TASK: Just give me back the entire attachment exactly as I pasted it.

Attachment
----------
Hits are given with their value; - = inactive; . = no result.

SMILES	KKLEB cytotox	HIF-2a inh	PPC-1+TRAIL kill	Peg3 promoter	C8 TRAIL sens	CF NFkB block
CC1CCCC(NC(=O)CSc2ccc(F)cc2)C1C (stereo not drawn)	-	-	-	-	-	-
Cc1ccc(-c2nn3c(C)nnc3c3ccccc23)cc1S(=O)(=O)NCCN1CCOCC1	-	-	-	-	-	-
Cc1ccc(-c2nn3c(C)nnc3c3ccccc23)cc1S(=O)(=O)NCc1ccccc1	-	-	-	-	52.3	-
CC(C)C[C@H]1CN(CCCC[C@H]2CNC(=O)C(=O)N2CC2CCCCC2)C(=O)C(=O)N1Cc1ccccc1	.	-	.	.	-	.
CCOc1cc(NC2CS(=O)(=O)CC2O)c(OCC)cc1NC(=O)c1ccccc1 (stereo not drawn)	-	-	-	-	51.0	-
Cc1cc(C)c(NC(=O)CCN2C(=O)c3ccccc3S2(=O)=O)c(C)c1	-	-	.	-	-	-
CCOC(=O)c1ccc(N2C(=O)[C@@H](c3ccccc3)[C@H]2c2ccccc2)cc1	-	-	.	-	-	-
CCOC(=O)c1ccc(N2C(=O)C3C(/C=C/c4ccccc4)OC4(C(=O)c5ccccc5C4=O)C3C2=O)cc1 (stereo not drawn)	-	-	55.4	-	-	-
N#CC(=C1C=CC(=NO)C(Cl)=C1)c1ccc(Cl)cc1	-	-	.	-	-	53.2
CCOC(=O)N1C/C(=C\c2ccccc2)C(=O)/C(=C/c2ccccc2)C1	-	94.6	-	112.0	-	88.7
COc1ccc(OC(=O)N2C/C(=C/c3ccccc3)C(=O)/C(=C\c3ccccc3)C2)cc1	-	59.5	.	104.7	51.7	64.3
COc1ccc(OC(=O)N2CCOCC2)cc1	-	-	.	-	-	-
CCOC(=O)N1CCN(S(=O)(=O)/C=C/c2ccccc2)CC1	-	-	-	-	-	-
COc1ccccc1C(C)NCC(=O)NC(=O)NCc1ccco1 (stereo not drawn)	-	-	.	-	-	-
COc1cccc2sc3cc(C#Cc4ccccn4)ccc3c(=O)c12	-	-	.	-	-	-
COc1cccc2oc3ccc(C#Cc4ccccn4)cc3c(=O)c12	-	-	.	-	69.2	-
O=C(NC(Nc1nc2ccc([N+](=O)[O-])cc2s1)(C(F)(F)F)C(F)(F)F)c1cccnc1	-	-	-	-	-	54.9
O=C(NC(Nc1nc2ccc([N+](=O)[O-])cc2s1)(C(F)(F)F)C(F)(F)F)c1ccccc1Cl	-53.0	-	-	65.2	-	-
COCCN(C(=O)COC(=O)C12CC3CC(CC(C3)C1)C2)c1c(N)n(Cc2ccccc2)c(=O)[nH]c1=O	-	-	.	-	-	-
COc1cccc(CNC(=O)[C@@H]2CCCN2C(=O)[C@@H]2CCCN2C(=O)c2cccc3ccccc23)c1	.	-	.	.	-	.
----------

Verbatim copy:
Hits are given with their value; - = inactive; . = no result.

SMILES	KKLEB cytotox	HIF-2a inh	PPC-1+TRAIL kill	Peg3 promoter	C8 TRAIL sens	CF NFkB block
CC1CCCC(NC(=O)CSc2ccc(F)cc2)C1C (stereo not drawn)	-	-	-	-	-	-
Cc1ccc(-c2nn3c(C)nnc3c3ccccc23)cc1S(=O)(=O)NCCN1CCOCC1	-	-	-	-	-	-
Cc1ccc(-c2nn3c(C)nnc3c3ccccc23)cc1S(=O)(=O)NCc1ccccc1	-	-	-	-	52.3	-
CC(C)C[C@H]1CN(CCCC[C@H]2CNC(=O)C(=O)N2CC2CCCCC2)C(=O)C(=O)N1Cc1ccccc1	.	-	.	.	-	.
CCOc1cc(NC2CS(=O)(=O)CC2O)c(OCC)cc1NC(=O)c1ccccc1 (stereo not drawn)	-	-	-	-	51.0	-
Cc1cc(C)c(NC(=O)CCN2C(=O)c3ccccc3S2(=O)=O)c(C)c1	-	-	.	-	-	-
CCOC(=O)c1ccc(N2C(=O)[C@@H](c3ccccc3)[C@H]2c2ccccc2)cc1	-	-	.	-	-	-
CCOC(=O)c1ccc(N2C(=O)C3C(/C=C/c4ccccc4)OC4(C(=O)c5ccccc5C4=O)C3C2=O)cc1 (stereo not drawn)	-	-	55.4	-	-	-
N#CC(=C1C=CC(=NO)C(Cl)=C1)c1ccc(Cl)cc1	-	-	.	-	-	53.2
CCOC(=O)N1C/C(=C\c2ccccc2)C(=O)/C(=C/c2ccccc2)C1	-	94.6	-	112.0	-	88.7
COc1ccc(OC(=O)N2C/C(=C/c3ccccc3)C(=O)/C(=C\c3ccccc3)C2)cc1	-	59.5	.	104.7	51.7	64.3
COc1ccc(OC(=O)N2CCOCC2)cc1	-	-	.	-	-	-
CCOC(=O)N1CCN(S(=O)(=O)/C=C/c2ccccc2)CC1	-	-	-	-	-	-
COc1ccccc1C(C)NCC(=O)NC(=O)NCc1ccco1 (stereo not drawn)	-	-	.	-	-	-
COc1cccc2sc3cc(C#Cc4ccccn4)ccc3c(=O)c12	-	-	.	-	-	-
COc1cccc2oc3ccc(C#Cc4ccccn4)cc3c(=O)c12	-	-	.	-	69.2	-
O=C(NC(Nc1nc2ccc([N+](=O)[O-])cc2s1)(C(F)(F)F)C(F)(F)F)c1cccnc1	-	-	-	-	-	54.9
O=C(NC(Nc1nc2ccc([N+](=O)[O-])cc2s1)(C(F)(F)F)C(F)(F)F)c1ccccc1Cl	-53.0	-	-	65.2	-	-
COCCN(C(=O)COC(=O)C12CC3CC(CC(C3)C1)C2)c1c(N)n(Cc2ccccc2)c(=O)[nH]c1=O	-	-	.	-	-	-
COc1cccc(CNC(=O)[C@@H]2CCCN2C(=O)[C@@H]2CCCN2C(=O)c2cccc3ccccc23)c1	.	-	.	.	-	.